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Objective of the following program is to learn python generators and iterator implementation,in order to understand Python magic methods, I've started working on the following example, Here goes my code,

I've stucked implementing the iteritems function - also I want to know whether I'm going on right direction or I'm conceptually wrong in understanding of python magic methods, link for any nice tutorial may also help me out.....

import random

class Random(object):
    """ generate randomised int of specified length --> [r1, r2, r3....] """

    def __init__(self, length = 1, rand_range = 100):
        self.index = 0
        self.generated_range = []
        self.length = length if str(length).isdigit() else 1
        self.rand_range = rand_range if str(rand_range).isdigit() else 100

    def __iter__(self): return self

    def next(self):
        if self.index < self.length:
            item = random.randrange(0, self.rand_range)
            self.index += 1
            return item
        raise StopIteration

    def __eq__(self, obj):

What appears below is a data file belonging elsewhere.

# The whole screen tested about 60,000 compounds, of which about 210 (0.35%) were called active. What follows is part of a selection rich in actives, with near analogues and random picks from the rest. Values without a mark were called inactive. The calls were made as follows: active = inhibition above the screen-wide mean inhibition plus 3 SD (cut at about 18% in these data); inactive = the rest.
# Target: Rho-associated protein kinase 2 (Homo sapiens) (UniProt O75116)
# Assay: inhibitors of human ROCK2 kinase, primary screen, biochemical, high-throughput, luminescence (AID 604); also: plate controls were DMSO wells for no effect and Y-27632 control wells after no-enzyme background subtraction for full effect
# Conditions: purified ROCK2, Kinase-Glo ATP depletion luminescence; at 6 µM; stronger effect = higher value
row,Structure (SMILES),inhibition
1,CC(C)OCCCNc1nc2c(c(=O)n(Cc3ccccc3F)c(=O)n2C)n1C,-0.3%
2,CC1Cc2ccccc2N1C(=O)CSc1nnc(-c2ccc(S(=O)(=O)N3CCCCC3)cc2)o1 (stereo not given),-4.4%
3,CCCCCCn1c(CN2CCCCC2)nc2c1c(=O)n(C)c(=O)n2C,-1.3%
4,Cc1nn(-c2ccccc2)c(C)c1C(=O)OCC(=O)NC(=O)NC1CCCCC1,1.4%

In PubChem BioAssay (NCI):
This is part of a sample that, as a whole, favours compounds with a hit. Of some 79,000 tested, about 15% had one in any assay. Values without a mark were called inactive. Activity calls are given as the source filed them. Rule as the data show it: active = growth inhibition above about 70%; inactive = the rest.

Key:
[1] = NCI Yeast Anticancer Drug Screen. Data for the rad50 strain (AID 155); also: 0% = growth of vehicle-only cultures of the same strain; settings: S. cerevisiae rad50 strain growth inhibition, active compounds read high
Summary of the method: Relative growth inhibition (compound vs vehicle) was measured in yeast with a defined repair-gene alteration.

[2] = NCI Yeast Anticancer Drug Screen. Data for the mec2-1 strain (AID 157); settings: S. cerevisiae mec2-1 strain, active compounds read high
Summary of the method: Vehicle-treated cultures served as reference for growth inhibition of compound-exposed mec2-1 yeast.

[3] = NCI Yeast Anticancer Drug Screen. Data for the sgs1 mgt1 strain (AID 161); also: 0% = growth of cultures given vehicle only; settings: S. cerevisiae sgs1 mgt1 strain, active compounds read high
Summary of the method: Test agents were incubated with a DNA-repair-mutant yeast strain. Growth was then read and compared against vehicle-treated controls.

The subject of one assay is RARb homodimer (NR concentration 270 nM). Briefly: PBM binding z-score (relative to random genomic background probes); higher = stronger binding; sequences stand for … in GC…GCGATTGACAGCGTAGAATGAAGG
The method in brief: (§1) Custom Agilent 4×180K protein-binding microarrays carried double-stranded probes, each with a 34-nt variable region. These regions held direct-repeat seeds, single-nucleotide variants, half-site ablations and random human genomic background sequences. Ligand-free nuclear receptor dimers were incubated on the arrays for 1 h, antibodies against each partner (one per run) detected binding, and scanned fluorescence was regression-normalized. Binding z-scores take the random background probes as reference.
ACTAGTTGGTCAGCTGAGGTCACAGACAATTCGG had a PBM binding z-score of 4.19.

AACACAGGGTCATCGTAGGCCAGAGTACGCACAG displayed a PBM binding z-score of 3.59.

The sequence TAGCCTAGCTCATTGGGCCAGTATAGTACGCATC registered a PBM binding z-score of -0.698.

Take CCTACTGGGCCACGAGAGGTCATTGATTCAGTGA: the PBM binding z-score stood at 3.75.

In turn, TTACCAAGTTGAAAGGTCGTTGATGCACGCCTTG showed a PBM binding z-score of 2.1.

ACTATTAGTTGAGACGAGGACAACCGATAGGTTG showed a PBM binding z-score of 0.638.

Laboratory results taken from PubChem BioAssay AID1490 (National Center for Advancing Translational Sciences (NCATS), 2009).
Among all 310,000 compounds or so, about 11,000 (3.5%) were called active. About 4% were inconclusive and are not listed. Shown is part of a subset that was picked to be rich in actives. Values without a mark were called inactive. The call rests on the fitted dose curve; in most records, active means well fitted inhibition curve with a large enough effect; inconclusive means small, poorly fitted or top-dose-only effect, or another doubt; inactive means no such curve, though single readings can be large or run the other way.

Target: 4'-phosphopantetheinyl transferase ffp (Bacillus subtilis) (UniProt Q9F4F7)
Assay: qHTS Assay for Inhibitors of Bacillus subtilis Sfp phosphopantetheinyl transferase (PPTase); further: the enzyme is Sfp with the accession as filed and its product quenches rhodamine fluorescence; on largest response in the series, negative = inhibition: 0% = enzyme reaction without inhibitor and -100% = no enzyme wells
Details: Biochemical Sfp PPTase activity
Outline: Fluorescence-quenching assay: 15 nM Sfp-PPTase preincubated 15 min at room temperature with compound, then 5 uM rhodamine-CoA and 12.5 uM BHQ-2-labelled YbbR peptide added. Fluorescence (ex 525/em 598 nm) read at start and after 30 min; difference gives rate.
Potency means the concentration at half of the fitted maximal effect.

if self.length == obj.length and self.rand_range == obj.rand_range:
            return True
        return False

    def __len__(self):
        return self.length

    def __contains__(self, item):
        if not self.index == self.length:
            while continue
        if item in self.generated_range:
            return True
        return False

    def __getitem__(self, key):
        if key in self.generated_range:
            return key * 100
        raise KeyError

    def __setitem__(self, key, value):
        raise NotImplemented

    def __delitem__(self, key):
        raise NotImplemented

    def iteritems(self):
        if not self.index == self.length:
            while continue
        for item in self.generated_range:
            yield item

if __name__ == '__main__':
    r1 = Random(10)
    print [ r for r in r1]
    print 10 in r1
    r2 = Random(20)
    print r2.iteritems()



share|improve this question
up vote 1 down vote accepted

iteritems is supposed to return a sequence of (key, val) pairs for a dictionary, so I don't think it's appropriate for your class. If you created a descendant of UserDict, then there might be a case to override it.

If you do override iteritems, you should do so by yielding key, value pairs.

Poor programmer's override:

def iteritems(self):
    return iter([(x[0], x) for x in "alpha bravo charlie".split()])
share|improve this answer

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